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Airworthiness Directives; Airbus SAS Airplanes

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Start Preamble

AGENCY:

Federal Aviation Administration (FAA), Department of Transportation (DOT).

ACTION:

Final rule.

SUMMARY:

We are adopting a new airworthiness directive (AD) for certain Airbus SAS Model A350-941 airplanes. This AD was prompted by a determination that certain holes for the vertical tail plane (VTP) tension bolts connection are not properly protected against corrosion. This AD requires modifying the VTP tension bolts connection by adding sealant and protective treatment to the head of the connection, at the barrel nut cavities, and in the surrounding area. We are issuing this AD to address the unsafe condition on these products.

DATES:

This AD is effective January 18, 2019.

The Director of the Federal Register approved the incorporation by reference of a certain publication listed in this AD as of January 18, 2019.

ADDRESSES:

For the incorporation by reference (IBR) material described in the “Related IBR material under 1 CFR part 51” section in SUPPLEMENTARY INFORMATION, contact EASA, Konrad-Adenauer-Ufer 3, 50668 Cologne, Germany; telephone +49 221 89990 1000; email ADs@easa.europa.eu; internet www.easa.europa.eu. You may find this IBR material on the EASA website at https://ad.easa.europa.eu. You may view this IBR material at the FAA, Transport Standards Branch, 2200 South 216th St., Des Moines, WA. For information on the availability of this material at the FAA, call 206-231-3195. It is also available in the AD docket on the internet at http://www.regulations.gov.

Examining the AD Docket

You may examine the AD docket on the internet at http://www.regulations.gov by searching for and locating Docket No. FAA-2018-0791; or in person at Docket Operations between 9 a.m. and 5 p.m., Monday through Friday, except Federal holidays. The AD docket contains this final rule, the regulatory evaluation, any comments received, and other information. The address for Docket Operations (phone: 800-647-5527) is U.S. Department of Transportation, Docket Operations, M-30, West Building Ground Floor, Room W12-140, 1200 New Jersey Avenue SE, Washington, DC 20590.

Start Further Info

FOR FURTHER INFORMATION CONTACT:

Kathleen Arrigotti, Aerospace Engineer, International Section, Transport Standards Branch, FAA, 2200 South 216th St., Des Moines, WA 98198; telephone and fax 206-231-3218.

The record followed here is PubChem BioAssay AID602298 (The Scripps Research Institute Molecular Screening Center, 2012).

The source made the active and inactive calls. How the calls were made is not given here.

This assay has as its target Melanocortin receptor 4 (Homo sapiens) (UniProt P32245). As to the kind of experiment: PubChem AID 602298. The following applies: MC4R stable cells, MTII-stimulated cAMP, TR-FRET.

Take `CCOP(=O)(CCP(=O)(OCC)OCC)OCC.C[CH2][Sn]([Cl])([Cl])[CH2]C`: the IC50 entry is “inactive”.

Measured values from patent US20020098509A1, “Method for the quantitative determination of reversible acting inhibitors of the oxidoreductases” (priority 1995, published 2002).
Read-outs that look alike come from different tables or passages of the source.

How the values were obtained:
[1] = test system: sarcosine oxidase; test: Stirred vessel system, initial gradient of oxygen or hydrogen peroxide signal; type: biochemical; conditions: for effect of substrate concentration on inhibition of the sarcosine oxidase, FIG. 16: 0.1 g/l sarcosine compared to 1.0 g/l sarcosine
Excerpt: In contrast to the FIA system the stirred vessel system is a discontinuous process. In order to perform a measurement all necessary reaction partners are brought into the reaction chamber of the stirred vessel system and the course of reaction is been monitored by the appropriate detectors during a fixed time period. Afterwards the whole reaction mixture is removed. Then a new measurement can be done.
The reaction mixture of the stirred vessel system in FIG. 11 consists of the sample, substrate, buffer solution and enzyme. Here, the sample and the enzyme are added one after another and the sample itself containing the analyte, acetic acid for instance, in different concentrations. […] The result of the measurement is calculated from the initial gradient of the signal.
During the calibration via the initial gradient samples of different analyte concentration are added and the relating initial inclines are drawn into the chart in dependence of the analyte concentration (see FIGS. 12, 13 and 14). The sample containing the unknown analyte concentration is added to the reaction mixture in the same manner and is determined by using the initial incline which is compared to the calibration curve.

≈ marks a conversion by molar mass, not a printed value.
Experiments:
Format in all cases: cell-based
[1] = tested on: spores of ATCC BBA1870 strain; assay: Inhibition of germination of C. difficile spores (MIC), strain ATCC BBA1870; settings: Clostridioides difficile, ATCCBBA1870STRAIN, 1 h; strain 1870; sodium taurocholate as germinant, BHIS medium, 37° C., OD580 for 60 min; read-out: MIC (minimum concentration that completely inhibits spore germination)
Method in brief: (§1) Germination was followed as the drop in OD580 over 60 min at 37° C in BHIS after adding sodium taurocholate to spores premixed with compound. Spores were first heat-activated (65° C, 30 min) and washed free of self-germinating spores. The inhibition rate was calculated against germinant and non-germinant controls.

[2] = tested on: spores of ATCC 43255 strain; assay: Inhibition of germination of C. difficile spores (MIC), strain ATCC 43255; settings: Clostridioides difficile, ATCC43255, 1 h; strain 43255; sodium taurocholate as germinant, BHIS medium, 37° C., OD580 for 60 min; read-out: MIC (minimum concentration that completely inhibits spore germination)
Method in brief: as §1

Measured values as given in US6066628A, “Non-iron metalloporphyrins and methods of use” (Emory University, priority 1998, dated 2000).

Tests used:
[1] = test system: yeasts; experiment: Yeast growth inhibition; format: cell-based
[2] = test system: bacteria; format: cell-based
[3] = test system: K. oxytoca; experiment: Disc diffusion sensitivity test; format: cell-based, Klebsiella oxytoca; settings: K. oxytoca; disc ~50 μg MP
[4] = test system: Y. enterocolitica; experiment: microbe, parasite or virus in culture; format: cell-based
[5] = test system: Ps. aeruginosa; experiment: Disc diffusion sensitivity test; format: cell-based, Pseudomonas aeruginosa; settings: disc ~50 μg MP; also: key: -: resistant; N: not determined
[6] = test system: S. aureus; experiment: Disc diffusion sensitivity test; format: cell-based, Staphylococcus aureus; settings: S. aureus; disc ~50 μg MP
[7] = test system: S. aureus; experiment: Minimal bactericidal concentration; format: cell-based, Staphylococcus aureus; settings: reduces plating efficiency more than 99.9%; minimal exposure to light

End Further Info End Preamble Start Supplemental Information

SUPPLEMENTARY INFORMATION:

Discussion

We issued a notice of proposed rulemaking (NPRM) to amend 14 CFR part 39 by adding an AD that would apply to certain Airbus SAS Model A350-941 airplanes. The NPRM published in the Federal Register on September 14, 2018 (83 FR 46677). The NPRM was prompted by a determination that certain holes for the VTP tension bolts connection are not properly protected against corrosion. Start Printed Page 64231The NPRM proposed to require modifying the VTP tension bolts connection by adding sealant and protective treatment to the head of the connection, at the barrel nut cavities, and in the surrounding area.

We are issuing this AD to address corrosion of the VTP tension bolts connection, which could reduce the structural integrity of the VTP, and could ultimately lead to reduced controllability of the airplane.

The European Aviation Safety Agency (EASA), which is the Technical Agent for the Member States of the European Union, has issued EASA AD 2018-0045, dated February 15, 2018; corrected February 22, 2018 (“EASA AD 2018-0045”) (also referred to as the Mandatory Continuing Airworthiness Information, or “the MCAI”), to correct an unsafe condition for certain Airbus SAS Model A350-941 airplanes. The MCAI states:

It was identified that the section 19 holes for the Vertical Tail Plane (VTP) tension bolts connection are not properly protected against corrosion.

This condition, if not corrected, could reduce the structural integrity of the VTP [and could ultimately lead to reduced controllability of the airplane].

To address this unsafe condition, Airbus developed production mod 108307 and mod 110696 to improve protection against corrosion, and issued the SB [Service Bulletin A350-55-P002] to provide in-service modification instructions.